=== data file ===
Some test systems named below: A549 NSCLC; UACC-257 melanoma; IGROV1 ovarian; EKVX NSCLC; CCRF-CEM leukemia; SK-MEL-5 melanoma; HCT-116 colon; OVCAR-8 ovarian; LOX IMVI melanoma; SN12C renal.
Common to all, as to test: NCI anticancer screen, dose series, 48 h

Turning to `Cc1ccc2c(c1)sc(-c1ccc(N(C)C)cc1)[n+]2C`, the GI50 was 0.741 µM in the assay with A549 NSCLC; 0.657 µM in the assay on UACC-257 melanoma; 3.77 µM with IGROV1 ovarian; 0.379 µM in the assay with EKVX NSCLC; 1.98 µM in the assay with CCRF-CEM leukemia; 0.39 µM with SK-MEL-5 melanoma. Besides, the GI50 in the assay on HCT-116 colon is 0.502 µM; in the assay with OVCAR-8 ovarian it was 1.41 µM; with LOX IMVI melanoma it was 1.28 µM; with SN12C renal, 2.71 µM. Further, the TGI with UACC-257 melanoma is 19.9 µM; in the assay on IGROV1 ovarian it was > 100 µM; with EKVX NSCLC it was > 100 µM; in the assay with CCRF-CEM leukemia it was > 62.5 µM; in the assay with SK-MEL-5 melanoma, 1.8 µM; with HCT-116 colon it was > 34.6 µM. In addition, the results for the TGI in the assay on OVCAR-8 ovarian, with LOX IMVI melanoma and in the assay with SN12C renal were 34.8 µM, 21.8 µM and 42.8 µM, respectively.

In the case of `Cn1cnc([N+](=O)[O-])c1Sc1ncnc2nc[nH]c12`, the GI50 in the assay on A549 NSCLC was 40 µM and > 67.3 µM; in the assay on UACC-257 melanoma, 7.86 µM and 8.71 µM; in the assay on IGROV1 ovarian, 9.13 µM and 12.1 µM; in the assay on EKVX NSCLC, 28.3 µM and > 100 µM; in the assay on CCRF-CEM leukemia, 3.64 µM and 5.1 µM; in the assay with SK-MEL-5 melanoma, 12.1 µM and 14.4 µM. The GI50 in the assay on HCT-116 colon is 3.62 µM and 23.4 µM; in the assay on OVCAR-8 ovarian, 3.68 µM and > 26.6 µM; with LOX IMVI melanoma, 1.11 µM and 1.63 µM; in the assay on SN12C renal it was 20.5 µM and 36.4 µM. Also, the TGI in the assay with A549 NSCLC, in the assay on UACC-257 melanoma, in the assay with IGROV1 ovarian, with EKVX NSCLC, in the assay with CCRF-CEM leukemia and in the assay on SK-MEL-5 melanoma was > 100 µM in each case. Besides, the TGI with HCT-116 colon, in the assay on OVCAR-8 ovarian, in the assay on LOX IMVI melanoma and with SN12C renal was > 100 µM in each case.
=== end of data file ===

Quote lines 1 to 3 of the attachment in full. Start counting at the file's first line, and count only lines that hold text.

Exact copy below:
Some test systems named below: A549 NSCLC; UACC-257 melanoma; IGROV1 ovarian; EKVX NSCLC; CCRF-CEM leukemia; SK-MEL-5 melanoma; HCT-116 colon; OVCAR-8 ovarian; LOX IMVI melanoma; SN12C renal.
Common to all, as to test: NCI anticancer screen, dose series, 48 h

Turning to `Cc1ccc2c(c1)sc(-c1ccc(N(C)C)cc1)[n+]2C`, the GI50 was 0.741 µM in the assay with A549 NSCLC; 0.657 µM in the assay on UACC-257 melanoma; 3.77 µM with IGROV1 ovarian; 0.379 µM in the assay with EKVX NSCLC; 1.98 µM in the assay with CCRF-CEM leukemia; 0.39 µM with SK-MEL-5 melanoma. Besides, the GI50 in the assay on HCT-116 colon is 0.502 µM; in the assay with OVCAR-8 ovarian it was 1.41 µM; with LOX IMVI melanoma it was 1.28 µM; with SN12C renal, 2.71 µM. Further, the TGI with UACC-257 melanoma is 19.9 µM; in the assay on IGROV1 ovarian it was > 100 µM; with EKVX NSCLC it was > 100 µM; in the assay with CCRF-CEM leukemia it was > 62.5 µM; in the assay with SK-MEL-5 melanoma, 1.8 µM; with HCT-116 colon it was > 34.6 µM. In addition, the results for the TGI in the assay on OVCAR-8 ovarian, with LOX IMVI melanoma and in the assay with SN12C renal were 34.8 µM, 21.8 µM and 42.8 µM, respectively.